Understanding, fair, transparent, sense of humor, and they were genuinely concerned about what was best for me. … They had a solid character, strong work ethic and they were an expert in their field. … Had a way of talking to everyone that made them feel heard. — Christine Sadic, manager of corporate sponsorship and foundation giving, WOSU Public Media, Columbus, Ohio
For me, there’s a big difference between a having a good manager and a good leader. The manager knows how to get things done by being efficient. A good leader is someone who made me want to walk through fire for [her]. She was able to look into my soul and make me see my potential. … She made me feel secure enough to get out of my comfort zone, and when I did, boy, did my confidence grow. She continues to bring out my very best. — Traci Tong, freelance editor, Boston, previously with The World and KERA in Dallas
I had two very good bosses. Both were very knowledgeable about public broadcasting and had coherent visions for what we did. Both respected my strengths and gave me the latitude to do what I thought was best. Both were very enjoyable people to work with and could overrule me effectively if necessary. — David Othmer, former WHYY station manager, now retired, Philadelphia
They listened, were clear in their directions and intent, and acknowledged the difficulty of situations. They pushed me to get outside my comfort zone while also respecting my boundaries. They were … conscientious about being equitable, and as transparent in their thinking and processes as they could be. — Devin Yamanaka, assistant PD and afternoon news host, CapRadio, Sacramento, Calif.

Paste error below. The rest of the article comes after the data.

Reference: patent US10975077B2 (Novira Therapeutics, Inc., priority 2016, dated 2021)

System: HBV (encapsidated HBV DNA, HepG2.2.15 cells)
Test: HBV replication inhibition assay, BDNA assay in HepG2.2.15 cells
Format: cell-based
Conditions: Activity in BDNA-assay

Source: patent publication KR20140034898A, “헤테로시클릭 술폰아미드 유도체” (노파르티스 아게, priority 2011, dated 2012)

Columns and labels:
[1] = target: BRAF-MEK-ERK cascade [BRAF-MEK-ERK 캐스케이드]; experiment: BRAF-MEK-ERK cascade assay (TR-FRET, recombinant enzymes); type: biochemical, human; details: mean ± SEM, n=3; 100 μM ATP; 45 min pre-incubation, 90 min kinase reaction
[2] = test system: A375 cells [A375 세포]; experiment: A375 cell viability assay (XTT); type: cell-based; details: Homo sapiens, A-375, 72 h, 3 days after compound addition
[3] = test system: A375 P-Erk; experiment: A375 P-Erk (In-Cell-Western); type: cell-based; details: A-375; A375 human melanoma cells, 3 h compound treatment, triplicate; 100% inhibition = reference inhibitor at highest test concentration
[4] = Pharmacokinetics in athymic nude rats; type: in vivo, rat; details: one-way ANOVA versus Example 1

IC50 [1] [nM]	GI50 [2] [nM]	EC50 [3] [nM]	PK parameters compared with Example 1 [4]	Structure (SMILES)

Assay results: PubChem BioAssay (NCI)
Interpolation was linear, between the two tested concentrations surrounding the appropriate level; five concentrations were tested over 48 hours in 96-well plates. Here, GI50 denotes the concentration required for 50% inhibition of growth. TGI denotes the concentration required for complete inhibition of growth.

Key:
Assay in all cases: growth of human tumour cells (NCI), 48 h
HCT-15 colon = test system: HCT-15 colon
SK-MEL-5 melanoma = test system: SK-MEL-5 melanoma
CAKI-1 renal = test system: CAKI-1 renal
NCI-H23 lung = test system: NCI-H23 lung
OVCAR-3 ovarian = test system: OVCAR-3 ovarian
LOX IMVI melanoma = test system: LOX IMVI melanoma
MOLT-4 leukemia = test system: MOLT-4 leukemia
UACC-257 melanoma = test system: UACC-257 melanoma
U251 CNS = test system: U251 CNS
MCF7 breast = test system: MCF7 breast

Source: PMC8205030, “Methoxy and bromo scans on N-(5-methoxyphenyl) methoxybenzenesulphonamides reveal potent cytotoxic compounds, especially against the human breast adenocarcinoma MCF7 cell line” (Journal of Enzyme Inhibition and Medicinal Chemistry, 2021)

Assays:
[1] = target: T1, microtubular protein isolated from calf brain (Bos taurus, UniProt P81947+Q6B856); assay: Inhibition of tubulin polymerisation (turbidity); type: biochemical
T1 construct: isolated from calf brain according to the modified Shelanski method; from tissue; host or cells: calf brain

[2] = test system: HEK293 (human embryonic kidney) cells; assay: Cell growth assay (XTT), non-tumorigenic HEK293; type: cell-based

Trust, autonomy and respecting my work-life boundaries. It’s also been so helpful to find little ways to laugh and connect. — Melanie Pehrson-Noyce, education coordinator, PBS Kids Utah, Salt Lake City
Supportive of … your ideas and giving you the freedom to try new things and seeing what works. Truly believing in the mission of public media and … serving the public and community. Striving to be a better organization and asking how the organization can accomplish its goals. — Heidi Brown, development director, KANW, Albuquerque, N.M.
The best boss I ever had was at PBS and was challenging in all the right ways. …This boss helped navigate the trickier relationships and “personalities.” When taking on a challenge, would offer to back you up — or just join in when needed, which was immensely supportive. Annual reviews were not something to be dreaded … because any needed guidance or correction … [didn’t] wait for the yearly review. — Kevin Ruppenthal, former PBS director of technology communications, now with SpectraRep, Chantilly, Va.
Honorable dealing. Clear communication. Passionate commitment to the mission. Intelligence. He … wanted me to be the best I could be. … He taught me never to ask him what to do with a problem, but instead to come to him with a proposed solution. We trusted one another. David Ives, [president of WGBH in Boston, 1970–84], was the ideal boss for me. — Hope Green, former president, Vermont Public TV, now retired, Burlington, Vt.
My boss treats us like human beings. He puts our health first and the content second. He often asks how we want to grow as journalists and helps to make it happen. He trusts our expertise and only mentions what stories should be done after we’ve gone around the room at pitch meetings. He’s an active listener and considers our opinion, even if we don’t ultimately get what we want. Though he doesn’t always have time to give feedback, we debrief after finishing long-form pieces and I find that helpful. — Rebecca Thiele, energy/environment reporter, Indiana Public Broadcasting, Bloomington, Ind.
Vision, clarity, boldness, trust, humor, accountability, mentorship; giving the staffer space to experiment and space to fail, without harsh judgment, and helping the recovery. — Phil Wilke, GM, North State Public Radio, Chico, Calif.